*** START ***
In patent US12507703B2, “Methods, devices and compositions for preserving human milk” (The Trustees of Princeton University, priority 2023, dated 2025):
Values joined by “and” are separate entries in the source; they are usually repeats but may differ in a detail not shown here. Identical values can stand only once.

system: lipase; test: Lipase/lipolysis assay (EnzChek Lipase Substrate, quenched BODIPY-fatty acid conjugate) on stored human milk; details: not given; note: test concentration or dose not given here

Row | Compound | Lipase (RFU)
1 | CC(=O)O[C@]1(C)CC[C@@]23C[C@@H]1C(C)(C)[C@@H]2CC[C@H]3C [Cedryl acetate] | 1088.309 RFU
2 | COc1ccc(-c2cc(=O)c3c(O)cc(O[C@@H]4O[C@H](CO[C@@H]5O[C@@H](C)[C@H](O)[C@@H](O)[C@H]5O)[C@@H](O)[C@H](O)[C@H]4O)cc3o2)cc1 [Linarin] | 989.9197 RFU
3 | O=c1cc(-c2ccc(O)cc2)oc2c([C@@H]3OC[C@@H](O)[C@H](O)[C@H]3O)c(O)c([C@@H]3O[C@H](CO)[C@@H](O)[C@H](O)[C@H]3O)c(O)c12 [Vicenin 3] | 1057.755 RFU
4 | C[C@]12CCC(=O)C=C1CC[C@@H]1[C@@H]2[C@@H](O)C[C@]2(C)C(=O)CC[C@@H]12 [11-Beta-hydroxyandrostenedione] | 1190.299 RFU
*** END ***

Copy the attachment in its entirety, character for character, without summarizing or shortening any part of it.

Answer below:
In patent US12507703B2, “Methods, devices and compositions for preserving human milk” (The Trustees of Princeton University, priority 2023, dated 2025):
Values joined by “and” are separate entries in the source; they are usually repeats but may differ in a detail not shown here. Identical values can stand only once.

system: lipase; test: Lipase/lipolysis assay (EnzChek Lipase Substrate, quenched BODIPY-fatty acid conjugate) on stored human milk; details: not given; note: test concentration or dose not given here

Row | Compound | Lipase (RFU)
1 | CC(=O)O[C@]1(C)CC[C@@]23C[C@@H]1C(C)(C)[C@@H]2CC[C@H]3C [Cedryl acetate] | 1088.309 RFU
2 | COc1ccc(-c2cc(=O)c3c(O)cc(O[C@@H]4O[C@H](CO[C@@H]5O[C@@H](C)[C@H](O)[C@@H](O)[C@H]5O)[C@@H](O)[C@H](O)[C@H]4O)cc3o2)cc1 [Linarin] | 989.9197 RFU
3 | O=c1cc(-c2ccc(O)cc2)oc2c([C@@H]3OC[C@@H](O)[C@H](O)[C@H]3O)c(O)c([C@@H]3O[C@H](CO)[C@@H](O)[C@H](O)[C@H]3O)c(O)c12 [Vicenin 3] | 1057.755 RFU
4 | C[C@]12CCC(=O)C=C1CC[C@@H]1[C@@H]2[C@@H](O)C[C@]2(C)C(=O)CC[C@@H]12 [11-Beta-hydroxyandrostenedione] | 1190.299 RFU